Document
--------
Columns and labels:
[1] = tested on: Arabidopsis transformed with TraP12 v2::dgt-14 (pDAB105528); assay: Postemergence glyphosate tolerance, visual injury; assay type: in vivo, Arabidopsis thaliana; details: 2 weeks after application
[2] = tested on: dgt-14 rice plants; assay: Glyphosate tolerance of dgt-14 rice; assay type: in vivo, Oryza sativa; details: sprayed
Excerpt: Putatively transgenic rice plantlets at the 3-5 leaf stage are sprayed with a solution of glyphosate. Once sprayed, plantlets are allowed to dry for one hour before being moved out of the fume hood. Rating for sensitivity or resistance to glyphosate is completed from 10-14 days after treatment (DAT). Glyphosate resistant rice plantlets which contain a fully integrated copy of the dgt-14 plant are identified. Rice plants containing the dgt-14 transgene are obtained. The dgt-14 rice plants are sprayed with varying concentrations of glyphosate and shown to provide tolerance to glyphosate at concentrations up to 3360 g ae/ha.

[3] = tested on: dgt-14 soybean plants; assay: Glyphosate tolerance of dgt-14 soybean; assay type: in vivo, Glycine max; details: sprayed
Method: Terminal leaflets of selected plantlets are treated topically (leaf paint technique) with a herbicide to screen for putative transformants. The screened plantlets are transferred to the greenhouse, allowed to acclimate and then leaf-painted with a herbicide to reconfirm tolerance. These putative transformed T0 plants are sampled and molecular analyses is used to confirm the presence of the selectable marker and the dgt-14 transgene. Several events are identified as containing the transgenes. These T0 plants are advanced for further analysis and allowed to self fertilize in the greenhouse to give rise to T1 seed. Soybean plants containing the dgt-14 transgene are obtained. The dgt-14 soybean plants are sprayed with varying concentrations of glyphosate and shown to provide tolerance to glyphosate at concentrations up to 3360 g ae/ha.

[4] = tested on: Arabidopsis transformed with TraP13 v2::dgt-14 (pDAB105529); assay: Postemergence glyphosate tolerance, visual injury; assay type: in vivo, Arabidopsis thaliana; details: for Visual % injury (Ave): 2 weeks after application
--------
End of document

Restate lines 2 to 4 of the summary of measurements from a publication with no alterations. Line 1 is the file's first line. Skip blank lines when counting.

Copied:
[1] = tested on: Arabidopsis transformed with TraP12 v2::dgt-14 (pDAB105528); assay: Postemergence glyphosate tolerance, visual injury; assay type: in vivo, Arabidopsis thaliana; details: 2 weeks after application
[2] = tested on: dgt-14 rice plants; assay: Glyphosate tolerance of dgt-14 rice; assay type: in vivo, Oryza sativa; details: sprayed
Excerpt: Putatively transgenic rice plantlets at the 3-5 leaf stage are sprayed with a solution of glyphosate. Once sprayed, plantlets are allowed to dry for one hour before being moved out of the fume hood. Rating for sensitivity or resistance to glyphosate is completed from 10-14 days after treatment (DAT). Glyphosate resistant rice plantlets which contain a fully integrated copy of the dgt-14 plant are identified. Rice plants containing the dgt-14 transgene are obtained. The dgt-14 rice plants are sprayed with varying concentrations of glyphosate and shown to provide tolerance to glyphosate at concentrations up to 3360 g ae/ha.